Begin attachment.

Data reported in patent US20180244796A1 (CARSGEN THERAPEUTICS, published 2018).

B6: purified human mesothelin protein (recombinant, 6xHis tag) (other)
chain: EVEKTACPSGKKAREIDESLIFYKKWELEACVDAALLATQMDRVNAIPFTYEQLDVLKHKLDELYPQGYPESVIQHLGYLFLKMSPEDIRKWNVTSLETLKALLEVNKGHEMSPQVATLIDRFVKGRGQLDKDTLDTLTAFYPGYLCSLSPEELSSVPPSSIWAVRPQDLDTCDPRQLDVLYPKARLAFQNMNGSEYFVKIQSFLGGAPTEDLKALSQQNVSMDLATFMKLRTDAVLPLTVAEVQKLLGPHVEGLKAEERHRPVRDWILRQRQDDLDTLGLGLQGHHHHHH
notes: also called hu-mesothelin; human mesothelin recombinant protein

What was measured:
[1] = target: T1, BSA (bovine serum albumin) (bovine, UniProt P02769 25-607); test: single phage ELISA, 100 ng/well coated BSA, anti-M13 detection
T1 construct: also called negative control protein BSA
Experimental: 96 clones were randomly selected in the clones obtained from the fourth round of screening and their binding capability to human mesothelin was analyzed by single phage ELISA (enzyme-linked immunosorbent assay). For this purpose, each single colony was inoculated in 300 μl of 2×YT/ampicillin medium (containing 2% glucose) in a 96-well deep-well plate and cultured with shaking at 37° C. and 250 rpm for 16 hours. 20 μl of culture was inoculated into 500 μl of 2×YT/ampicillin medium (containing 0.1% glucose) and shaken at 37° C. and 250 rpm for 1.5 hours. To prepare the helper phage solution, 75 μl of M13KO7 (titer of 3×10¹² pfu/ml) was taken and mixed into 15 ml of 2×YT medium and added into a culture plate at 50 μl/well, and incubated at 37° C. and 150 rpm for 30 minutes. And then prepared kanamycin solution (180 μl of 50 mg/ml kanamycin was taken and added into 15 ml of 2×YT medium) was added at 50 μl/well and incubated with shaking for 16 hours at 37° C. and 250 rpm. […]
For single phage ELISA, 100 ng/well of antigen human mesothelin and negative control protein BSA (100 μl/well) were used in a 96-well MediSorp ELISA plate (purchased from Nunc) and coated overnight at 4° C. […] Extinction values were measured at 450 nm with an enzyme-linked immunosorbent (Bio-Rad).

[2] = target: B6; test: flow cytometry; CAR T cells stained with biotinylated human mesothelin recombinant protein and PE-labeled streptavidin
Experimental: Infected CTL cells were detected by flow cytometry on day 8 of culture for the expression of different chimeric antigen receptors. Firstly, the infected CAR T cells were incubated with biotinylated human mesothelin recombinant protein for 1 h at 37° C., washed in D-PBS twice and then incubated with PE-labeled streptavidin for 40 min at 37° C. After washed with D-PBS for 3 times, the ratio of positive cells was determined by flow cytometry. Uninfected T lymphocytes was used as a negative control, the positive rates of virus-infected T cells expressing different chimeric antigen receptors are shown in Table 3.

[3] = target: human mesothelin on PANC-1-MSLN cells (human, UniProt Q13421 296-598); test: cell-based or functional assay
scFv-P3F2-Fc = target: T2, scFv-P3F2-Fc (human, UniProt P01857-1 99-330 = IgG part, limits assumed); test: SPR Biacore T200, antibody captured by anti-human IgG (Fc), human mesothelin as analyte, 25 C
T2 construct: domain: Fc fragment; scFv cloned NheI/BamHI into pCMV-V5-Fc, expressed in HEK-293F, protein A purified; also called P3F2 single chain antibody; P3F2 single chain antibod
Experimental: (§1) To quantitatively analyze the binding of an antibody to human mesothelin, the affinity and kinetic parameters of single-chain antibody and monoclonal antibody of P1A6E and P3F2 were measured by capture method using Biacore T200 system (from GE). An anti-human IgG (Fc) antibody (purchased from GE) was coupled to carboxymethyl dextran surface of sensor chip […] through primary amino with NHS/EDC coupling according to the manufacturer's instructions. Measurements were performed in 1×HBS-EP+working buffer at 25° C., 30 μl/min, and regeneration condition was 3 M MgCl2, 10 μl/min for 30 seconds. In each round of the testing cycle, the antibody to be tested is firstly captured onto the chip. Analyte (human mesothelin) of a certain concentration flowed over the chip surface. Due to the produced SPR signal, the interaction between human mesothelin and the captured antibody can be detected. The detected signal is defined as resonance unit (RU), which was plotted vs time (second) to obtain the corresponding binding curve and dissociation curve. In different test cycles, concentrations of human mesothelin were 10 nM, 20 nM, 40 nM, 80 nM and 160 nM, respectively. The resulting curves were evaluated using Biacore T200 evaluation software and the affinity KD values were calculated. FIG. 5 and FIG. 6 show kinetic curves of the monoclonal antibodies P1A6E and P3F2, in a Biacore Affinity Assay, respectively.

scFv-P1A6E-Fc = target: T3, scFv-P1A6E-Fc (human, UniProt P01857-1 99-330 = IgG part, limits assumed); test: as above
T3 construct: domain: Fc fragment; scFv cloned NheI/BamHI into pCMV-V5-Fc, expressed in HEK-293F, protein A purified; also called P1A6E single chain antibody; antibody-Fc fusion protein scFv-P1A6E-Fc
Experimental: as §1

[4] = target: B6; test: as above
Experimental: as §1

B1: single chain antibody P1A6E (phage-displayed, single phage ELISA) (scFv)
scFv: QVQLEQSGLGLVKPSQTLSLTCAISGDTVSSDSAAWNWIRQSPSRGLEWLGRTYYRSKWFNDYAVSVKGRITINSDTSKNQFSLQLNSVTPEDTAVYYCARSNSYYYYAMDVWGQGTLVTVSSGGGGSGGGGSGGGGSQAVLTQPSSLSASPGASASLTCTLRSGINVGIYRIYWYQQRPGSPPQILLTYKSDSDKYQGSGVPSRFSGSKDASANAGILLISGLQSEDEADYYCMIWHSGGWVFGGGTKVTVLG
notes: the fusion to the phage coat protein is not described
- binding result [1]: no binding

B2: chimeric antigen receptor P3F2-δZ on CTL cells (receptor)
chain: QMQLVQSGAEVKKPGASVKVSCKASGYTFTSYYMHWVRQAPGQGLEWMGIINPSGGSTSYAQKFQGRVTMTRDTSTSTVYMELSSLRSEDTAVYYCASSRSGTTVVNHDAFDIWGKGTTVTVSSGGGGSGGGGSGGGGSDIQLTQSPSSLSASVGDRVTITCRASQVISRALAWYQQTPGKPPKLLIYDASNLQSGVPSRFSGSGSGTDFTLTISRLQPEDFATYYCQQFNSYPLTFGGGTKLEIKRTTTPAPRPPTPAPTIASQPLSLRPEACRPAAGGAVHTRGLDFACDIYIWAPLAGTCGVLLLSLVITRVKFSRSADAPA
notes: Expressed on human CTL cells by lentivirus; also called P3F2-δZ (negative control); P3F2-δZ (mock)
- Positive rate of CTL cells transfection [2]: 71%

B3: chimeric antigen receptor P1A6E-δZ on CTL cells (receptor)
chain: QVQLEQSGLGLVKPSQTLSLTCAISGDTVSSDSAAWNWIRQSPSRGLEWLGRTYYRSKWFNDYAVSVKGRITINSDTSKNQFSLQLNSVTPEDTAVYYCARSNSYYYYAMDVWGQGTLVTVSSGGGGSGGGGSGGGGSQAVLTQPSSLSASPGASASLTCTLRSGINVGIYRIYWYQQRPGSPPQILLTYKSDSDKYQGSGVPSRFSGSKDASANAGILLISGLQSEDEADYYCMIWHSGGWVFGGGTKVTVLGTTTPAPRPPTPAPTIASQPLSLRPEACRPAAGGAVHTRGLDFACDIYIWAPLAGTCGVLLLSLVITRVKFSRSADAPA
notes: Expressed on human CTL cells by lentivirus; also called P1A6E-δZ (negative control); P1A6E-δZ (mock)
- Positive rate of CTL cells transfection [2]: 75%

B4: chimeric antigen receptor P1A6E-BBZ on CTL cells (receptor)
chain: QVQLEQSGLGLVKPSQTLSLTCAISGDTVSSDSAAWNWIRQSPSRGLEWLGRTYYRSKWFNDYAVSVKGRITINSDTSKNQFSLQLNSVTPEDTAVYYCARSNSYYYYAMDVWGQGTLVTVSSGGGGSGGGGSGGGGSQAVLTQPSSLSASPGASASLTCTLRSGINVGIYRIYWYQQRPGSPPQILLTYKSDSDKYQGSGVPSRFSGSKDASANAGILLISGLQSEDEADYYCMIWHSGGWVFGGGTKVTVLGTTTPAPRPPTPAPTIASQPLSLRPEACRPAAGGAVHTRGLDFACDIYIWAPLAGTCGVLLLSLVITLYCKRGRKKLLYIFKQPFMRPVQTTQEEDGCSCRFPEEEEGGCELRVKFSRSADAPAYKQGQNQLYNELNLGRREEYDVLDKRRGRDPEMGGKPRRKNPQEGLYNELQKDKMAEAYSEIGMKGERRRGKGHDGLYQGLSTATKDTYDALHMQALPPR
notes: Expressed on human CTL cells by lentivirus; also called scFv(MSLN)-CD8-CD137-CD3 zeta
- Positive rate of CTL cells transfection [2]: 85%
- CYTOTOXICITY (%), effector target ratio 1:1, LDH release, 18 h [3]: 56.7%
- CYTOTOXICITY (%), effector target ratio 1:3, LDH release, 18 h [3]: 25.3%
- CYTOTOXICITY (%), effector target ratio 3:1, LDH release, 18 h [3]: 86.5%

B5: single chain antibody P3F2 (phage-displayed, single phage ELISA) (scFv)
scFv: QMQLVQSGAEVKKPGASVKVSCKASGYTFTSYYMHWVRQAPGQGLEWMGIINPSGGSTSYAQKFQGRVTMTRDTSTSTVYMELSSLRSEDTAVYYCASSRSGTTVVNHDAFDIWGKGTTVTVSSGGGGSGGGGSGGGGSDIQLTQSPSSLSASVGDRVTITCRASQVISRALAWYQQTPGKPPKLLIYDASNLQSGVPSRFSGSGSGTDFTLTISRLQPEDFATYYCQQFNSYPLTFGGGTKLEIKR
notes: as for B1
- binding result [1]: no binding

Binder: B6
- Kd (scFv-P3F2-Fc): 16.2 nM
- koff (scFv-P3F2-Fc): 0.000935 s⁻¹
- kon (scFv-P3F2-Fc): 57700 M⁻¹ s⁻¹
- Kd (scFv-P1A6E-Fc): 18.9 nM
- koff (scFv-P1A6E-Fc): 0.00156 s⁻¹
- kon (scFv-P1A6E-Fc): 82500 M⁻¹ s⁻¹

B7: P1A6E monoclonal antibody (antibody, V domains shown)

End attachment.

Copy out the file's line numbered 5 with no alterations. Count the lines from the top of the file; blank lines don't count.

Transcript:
What was measured: